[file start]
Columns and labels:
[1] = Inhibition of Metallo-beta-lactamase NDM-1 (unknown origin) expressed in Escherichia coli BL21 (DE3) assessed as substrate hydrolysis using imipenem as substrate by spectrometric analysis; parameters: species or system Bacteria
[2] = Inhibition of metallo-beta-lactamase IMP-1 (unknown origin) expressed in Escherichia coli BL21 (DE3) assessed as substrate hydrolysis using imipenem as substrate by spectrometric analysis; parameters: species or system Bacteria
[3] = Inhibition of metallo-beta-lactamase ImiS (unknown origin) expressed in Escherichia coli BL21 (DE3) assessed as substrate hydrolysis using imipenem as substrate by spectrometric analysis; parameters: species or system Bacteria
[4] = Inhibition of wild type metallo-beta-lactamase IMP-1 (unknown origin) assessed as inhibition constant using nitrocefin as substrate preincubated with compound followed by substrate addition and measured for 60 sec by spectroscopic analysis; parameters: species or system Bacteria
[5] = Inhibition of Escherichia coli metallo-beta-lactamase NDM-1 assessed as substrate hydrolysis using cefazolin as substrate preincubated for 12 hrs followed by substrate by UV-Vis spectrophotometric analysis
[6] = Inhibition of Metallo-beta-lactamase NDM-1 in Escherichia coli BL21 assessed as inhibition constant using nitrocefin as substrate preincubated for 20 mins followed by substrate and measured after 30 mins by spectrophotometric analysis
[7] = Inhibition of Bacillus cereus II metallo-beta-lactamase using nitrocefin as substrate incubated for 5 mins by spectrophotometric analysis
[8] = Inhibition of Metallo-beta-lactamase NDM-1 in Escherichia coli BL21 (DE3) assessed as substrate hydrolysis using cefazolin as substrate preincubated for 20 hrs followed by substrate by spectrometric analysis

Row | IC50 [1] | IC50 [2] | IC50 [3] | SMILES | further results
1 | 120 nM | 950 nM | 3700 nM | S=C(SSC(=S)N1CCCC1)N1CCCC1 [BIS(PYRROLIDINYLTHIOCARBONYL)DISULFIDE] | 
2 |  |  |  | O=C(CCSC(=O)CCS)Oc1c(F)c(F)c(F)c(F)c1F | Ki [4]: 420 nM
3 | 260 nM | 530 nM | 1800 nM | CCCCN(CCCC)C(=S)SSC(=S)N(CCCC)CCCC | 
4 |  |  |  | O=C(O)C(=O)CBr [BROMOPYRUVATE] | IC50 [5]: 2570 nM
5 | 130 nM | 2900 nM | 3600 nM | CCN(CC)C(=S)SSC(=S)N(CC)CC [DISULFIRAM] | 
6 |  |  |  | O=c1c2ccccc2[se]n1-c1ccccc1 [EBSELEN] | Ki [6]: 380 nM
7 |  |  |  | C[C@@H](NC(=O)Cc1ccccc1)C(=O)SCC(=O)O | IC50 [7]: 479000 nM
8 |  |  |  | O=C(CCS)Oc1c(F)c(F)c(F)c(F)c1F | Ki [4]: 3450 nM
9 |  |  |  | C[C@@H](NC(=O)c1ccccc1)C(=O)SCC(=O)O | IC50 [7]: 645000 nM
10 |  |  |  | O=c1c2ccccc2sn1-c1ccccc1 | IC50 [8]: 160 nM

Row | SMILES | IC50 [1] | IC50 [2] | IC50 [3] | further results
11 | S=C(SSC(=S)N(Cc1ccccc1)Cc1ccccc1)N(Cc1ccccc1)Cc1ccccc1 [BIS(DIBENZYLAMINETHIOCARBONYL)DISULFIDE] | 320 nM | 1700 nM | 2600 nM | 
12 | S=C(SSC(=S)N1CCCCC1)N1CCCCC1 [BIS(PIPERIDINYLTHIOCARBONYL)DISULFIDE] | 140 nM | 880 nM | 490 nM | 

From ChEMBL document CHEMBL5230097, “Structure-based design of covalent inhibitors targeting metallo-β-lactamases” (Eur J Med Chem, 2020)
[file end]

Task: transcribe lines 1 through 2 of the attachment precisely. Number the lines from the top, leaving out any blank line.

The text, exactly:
Columns and labels:
[1] = Inhibition of Metallo-beta-lactamase NDM-1 (unknown origin) expressed in Escherichia coli BL21 (DE3) assessed as substrate hydrolysis using imipenem as substrate by spectrometric analysis; parameters: species or system Bacteria